The mass proliferation of gambling would see Ohio suffer from a decrease in state and education revenue, an independent study conducted by the Spectrum Gaming Group has disclosed.
Although a distributed gaming model – as seen in Illinois, Pennsylvania and West Virginia – would likely increase casino-style gambling, the system, proposed through House Bill 65, would see customers seeking casino-style slot machines drawn to the convenience of nearby underregulated and untaxed operations.
The report added that the system is ‘wrong for Ohio’ as underregulated and untaxed alternatives do not share revenue with education and other state programmes, as opposed to well-regulated casinos and racinos.
Furthermore, House Bill 65 would allow an estimated 876 locations for underregulated casino-style slot machines, providing ‘unprecedented gambling access to Ohioans’.
“Regulated casino gaming upholds the most stringent standards around responsible gaming, fair play and consumer protection,” explained Jess Feil, vice president, Government Relations & Gaming Policy Counsel for the American Gaming Association.
“Underregulated gaming machines put the most vulnerable at risk, preying on those with problem gambling habits while undermining and diminishing the economic contributions of the legal, regulated casino gaming industry.”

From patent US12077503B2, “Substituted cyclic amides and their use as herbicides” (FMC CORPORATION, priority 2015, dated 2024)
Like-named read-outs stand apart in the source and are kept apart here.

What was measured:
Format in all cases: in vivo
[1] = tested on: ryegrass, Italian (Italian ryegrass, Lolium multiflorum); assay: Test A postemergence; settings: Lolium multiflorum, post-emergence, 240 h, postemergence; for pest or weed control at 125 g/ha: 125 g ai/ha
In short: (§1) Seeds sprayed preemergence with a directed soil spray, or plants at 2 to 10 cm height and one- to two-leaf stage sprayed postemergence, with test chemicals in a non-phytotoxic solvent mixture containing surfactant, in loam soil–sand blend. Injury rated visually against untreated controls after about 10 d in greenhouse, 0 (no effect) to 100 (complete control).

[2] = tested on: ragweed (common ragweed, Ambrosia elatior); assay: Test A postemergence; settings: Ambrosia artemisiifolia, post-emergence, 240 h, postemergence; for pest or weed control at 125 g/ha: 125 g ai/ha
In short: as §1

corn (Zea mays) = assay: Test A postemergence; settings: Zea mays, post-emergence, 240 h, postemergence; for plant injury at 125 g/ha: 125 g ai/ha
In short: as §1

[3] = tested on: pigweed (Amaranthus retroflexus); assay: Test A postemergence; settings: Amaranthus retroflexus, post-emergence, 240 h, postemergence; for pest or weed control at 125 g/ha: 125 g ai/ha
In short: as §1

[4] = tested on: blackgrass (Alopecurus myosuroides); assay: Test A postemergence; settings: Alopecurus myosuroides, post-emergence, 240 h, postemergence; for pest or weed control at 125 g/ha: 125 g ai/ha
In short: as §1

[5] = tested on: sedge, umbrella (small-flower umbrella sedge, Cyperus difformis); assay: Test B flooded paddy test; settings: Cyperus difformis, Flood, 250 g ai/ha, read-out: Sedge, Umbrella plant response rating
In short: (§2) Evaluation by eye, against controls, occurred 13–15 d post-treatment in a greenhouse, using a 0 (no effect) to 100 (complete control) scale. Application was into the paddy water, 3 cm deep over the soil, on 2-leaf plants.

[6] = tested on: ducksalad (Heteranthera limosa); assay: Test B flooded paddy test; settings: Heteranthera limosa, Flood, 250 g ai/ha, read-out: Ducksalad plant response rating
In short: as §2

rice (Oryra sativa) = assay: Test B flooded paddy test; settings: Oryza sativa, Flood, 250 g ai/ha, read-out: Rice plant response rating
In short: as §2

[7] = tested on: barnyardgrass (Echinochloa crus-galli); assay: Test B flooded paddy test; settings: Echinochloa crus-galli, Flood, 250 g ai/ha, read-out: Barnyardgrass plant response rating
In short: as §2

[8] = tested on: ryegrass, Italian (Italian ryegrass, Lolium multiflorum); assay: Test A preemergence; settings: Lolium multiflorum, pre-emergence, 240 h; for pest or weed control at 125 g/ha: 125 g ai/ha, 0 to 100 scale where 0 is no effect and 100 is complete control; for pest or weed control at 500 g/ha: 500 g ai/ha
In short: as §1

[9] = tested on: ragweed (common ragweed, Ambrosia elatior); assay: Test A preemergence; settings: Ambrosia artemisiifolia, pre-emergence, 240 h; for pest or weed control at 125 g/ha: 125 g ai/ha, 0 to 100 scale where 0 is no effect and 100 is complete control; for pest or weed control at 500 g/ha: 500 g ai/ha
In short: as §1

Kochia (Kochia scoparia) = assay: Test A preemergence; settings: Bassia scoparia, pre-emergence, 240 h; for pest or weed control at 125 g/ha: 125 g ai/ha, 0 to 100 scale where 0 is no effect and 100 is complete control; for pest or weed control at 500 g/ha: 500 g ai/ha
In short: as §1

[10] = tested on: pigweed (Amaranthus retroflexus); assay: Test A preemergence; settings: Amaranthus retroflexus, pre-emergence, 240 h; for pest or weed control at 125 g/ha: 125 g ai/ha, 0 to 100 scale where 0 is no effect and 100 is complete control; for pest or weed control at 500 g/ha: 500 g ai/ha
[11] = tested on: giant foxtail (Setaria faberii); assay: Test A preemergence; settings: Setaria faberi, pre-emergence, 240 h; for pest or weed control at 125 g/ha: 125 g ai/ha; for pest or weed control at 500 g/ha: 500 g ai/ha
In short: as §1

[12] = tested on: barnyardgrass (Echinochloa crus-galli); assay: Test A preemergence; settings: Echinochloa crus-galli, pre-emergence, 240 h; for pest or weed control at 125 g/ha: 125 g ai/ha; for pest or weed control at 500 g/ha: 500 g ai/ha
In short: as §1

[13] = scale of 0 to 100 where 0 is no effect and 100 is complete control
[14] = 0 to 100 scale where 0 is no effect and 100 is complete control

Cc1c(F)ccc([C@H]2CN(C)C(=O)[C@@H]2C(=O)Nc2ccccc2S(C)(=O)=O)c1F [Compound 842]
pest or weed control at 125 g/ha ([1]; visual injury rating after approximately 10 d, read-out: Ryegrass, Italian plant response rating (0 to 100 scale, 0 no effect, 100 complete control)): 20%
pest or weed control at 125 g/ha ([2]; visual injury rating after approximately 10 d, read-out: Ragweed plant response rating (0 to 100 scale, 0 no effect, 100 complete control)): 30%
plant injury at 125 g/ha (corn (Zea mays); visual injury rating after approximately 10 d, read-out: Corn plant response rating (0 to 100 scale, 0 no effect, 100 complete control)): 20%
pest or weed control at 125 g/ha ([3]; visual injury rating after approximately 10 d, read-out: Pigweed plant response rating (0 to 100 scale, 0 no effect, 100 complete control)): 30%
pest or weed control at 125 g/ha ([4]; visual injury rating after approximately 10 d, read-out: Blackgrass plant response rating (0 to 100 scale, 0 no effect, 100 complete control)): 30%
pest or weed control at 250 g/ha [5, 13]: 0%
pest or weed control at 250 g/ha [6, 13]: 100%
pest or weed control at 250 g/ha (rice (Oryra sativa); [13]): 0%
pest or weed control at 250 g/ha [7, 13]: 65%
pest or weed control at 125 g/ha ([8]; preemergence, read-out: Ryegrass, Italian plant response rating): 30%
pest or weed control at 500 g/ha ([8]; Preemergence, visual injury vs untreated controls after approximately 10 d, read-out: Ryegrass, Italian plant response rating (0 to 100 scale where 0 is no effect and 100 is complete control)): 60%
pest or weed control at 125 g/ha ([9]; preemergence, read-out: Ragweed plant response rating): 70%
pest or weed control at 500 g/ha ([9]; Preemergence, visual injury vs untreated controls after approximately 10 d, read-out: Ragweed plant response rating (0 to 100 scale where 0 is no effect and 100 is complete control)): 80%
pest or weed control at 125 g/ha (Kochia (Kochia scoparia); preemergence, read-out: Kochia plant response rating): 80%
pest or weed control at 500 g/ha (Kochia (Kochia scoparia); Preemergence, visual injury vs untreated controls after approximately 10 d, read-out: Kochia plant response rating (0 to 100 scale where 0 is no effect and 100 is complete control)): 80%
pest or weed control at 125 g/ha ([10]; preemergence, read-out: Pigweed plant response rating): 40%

Ohio’s casinos and racinos contribute as much as $343 million annually to education through video lottery payments. However, the study pointed out that should electronic instant bingo machines be authorised at veterans and fraternal locations, the state could lose ‘millions of dollars’ of funding each year.
The report also added that these operations have less experience and insufficient ability to uphold the state’s strict regulatory standards to ensure responsible gaming for Ohio.
Offering an alternative system, Get Gaming Right Ohio has pledged its support to a responsible sports betting model with multiple regulated and experienced operators similar to Indiana and Michigan, giving customers access to safe and innovative products that will responsibly produce $50 million in state revenues annually.